At that, I could sense everybody in the room perk up - when people talk about the things that they are passionate about, it is compelling. It is a bold statement to say that you have dedicated your life to something; there's a finality about it, a commitment that is irreversible. Here was a woman who had dedicated herself to the study of the subject of Early modern Spain - the truth is that you really dedicate yourself to something, it shows. And this was apparent in her teaching - her passion came through in her thorough knowledge of the subjects and her excitement about us getting our learn on.

A speaker came to our Christian fellowship a few years ago, and he said this: "If you light yourself on fire, the world will come to watch you burn." The world takes notice of those who are willing to dedicate themselves wholeheartedly to anything, and I think that this is our calling as Christians - to boldly proclaim with our lives the joy and excitement that comes from dedicating and laying down our lives to follow Jesus. You can't understand something until you love it; but when you do get to that place of dedication, the world will know. I don't know much about history, but I do know Jesus - I pray that my life would be wholeheartedly dedicated to knowing God intimately more and more every day. That's something worth learning about. See you soon.
I have been crucified with Christ and I no longer live, but Christ lives in me. The life I live in the body, I live by faith in the Son of God, who loved me and gave himself for me. (Galatians 2:20)

Now this is eternal life: that they may know you, the only true God, and Jesus Christ, whom you have sent. (John 17:3)

Wednesday, December 06, 2006


I subscribe to quite a few podcasts - weekly sermons, Strongbad emails, and various other radio programs. But far and away the one that I've enjoyed most is the one pictured above: This American Life.

They release one every week on mondays, and it's the only podcast that I faithfully listen to. The name pretty much says it: each hour-long show is a quirky aspect of the American life. Each one is unique, and really entertaining - it reminds me of my late Uncle Jack. It's very cleverly written, and entertainment of this caliber that is clean and fun is hard to find. If you're a podcast consumer and you're looking for some wholesome listening, check it out. What are the podcasts that you faithfully enjoy? Be heard in the comments. See you soon.

(Subscribe to This American Life here.)

Monday, December 04, 2006


This song is beautiful.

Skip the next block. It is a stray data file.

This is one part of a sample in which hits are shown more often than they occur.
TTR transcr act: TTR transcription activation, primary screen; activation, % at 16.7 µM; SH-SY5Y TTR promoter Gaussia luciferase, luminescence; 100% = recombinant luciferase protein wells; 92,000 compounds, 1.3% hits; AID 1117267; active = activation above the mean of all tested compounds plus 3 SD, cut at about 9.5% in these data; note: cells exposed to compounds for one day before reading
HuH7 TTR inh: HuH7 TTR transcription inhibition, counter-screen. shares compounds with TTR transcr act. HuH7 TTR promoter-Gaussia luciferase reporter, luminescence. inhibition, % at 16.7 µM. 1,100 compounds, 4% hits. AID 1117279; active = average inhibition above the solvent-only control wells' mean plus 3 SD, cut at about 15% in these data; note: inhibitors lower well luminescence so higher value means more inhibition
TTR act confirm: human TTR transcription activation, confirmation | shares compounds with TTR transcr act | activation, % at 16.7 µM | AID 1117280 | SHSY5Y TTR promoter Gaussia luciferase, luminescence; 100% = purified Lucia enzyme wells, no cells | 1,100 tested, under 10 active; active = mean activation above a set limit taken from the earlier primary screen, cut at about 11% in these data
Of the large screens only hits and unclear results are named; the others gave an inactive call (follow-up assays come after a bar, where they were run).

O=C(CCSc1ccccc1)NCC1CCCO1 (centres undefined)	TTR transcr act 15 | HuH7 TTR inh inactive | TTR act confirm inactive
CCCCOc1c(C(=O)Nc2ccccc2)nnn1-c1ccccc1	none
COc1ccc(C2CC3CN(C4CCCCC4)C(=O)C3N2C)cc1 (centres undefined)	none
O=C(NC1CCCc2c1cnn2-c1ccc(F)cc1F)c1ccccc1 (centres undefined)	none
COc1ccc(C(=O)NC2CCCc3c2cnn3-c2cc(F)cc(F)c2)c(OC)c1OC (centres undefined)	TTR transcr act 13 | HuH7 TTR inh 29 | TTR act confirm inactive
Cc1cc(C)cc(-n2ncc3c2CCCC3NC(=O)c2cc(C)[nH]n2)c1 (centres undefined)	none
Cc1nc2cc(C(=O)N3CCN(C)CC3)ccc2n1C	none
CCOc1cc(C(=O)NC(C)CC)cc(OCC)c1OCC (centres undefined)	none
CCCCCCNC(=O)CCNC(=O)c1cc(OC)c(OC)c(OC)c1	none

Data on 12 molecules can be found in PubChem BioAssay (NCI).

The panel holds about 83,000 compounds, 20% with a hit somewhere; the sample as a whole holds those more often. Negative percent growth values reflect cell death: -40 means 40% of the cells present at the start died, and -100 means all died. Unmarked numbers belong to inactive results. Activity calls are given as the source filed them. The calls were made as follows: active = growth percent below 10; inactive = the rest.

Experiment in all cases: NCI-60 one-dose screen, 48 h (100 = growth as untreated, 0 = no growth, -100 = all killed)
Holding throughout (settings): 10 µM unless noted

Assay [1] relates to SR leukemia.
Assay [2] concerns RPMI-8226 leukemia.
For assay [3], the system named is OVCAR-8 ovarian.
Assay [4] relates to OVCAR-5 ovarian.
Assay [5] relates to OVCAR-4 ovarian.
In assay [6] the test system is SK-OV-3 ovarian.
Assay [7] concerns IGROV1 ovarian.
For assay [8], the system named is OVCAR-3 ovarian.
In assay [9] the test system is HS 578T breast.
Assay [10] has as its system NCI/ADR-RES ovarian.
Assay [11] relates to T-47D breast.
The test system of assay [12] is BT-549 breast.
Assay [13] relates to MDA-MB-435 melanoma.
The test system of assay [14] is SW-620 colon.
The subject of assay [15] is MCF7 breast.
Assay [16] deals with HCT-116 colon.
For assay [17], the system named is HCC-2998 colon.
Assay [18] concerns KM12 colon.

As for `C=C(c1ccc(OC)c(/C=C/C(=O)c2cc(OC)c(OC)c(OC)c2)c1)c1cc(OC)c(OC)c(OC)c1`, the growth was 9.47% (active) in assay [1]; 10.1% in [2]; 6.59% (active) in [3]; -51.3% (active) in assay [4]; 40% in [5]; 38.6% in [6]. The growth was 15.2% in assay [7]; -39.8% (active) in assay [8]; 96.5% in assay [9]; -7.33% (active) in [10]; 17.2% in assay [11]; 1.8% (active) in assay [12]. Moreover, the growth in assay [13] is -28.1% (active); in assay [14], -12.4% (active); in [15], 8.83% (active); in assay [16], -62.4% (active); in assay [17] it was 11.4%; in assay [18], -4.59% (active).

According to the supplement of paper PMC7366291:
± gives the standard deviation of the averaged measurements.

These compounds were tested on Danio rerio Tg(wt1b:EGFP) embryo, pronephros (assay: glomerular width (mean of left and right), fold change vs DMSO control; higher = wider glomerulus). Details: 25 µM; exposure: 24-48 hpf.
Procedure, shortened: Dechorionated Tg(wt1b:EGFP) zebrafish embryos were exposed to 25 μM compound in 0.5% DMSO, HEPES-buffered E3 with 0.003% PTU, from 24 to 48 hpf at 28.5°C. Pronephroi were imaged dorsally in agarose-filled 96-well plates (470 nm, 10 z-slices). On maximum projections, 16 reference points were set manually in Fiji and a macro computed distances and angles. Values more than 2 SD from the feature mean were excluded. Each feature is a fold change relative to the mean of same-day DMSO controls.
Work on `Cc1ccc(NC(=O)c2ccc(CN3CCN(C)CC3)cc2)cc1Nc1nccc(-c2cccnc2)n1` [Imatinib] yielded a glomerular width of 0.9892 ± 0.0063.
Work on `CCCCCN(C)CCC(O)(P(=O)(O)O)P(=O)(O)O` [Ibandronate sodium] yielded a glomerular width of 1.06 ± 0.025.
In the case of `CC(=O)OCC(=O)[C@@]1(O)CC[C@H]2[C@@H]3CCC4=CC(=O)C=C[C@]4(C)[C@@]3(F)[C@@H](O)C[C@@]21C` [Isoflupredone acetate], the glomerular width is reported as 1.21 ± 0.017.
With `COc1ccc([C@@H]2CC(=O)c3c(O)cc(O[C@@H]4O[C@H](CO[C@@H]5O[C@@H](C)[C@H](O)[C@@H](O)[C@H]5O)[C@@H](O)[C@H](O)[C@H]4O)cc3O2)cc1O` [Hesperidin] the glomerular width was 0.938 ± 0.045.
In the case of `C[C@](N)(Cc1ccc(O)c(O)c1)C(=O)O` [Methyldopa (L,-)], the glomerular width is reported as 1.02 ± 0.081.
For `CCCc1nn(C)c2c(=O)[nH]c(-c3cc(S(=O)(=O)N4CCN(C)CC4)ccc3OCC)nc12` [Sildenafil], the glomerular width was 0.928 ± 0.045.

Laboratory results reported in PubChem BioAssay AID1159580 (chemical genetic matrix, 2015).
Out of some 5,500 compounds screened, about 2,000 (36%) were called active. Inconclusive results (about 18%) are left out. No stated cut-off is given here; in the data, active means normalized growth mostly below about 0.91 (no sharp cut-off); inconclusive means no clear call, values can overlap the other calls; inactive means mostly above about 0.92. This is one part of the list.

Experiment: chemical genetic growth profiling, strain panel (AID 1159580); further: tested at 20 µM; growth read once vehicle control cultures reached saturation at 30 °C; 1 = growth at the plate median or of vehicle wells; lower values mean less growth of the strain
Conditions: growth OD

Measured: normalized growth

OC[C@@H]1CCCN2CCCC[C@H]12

In every heart there is a room
A sanctuary safe and strong
To heal the wounds from lovers past
Until a new one comes along

I spoke to you in cautious tones
You answered me with no pretense
And still I feel I said too much
My silence is my self defense

And every time I've held a rose
It seems I only felt the thorns
And so it goes, and so it goes
And so will you soon I suppose

But if my silence made you leave
Then that would be my worst mistake
So I will share this room with you
And you can have this heart to break

And this is why my eyes are closed
It's just as well for all I've seen
And so it goes, and so it goes
And you're the only one who knows

So I would choose to be with you
That's if the choice were mine to make
But you can make decisions too
And you can have this heart to break

And so it goes, and so it goes
And you're the only one who knows
(And So It Goes, Billy Joel)

Monday, November 27, 2006


Well, now that we are past Thanksgiving, it is officially winter here in Davis. 4 years ago, if you had asked me if I preferred hot weather or cold, I wouldv'e said hot every time, hands down. But after 4 years of going through the seasons in Davis, I have come to appreciate bundling up, wearing a ski cap, and sitting down with a warm cup of peppermint tea or peppermint mocha. The crisp air makes me feel alive.

One thing that I find to be odd about Davis is seen in the picture above: crows. Every year, during the winter months, thousands and thousands of the things congregate in Davis. They fill every tree, and are constantly whirling around in the sky, making loud cackling noises. If they wanted to take us all out Birds-style, they could. That's all for now - see you soon.

Sunday, November 26, 2006


One 2-hour rainy drive later, I am back in Davis. Thanksgiving this year was a blessing - we grubbed down at my parents' place with 20 members of my extended family. I talked with my cousin who's now a freshman at UCSC, I hung out with my cousin who is now a freshman at Irvington High School, and I went on a bunch of bike rides with my dad on gorgeous, sunny days. I'm crazy blessed.

It was also a good time to see a bunch of people from the past - I saw my junior high saxophone teacher at Chipotle, and Monica and I grabbed a cup of coffee at Bay Street Coffee with Nick, the trombone player from Minus Vince (I used to sleep over at his house from seventh to ninth grade, watching MST3K and drinking mocha Frappuchinos.)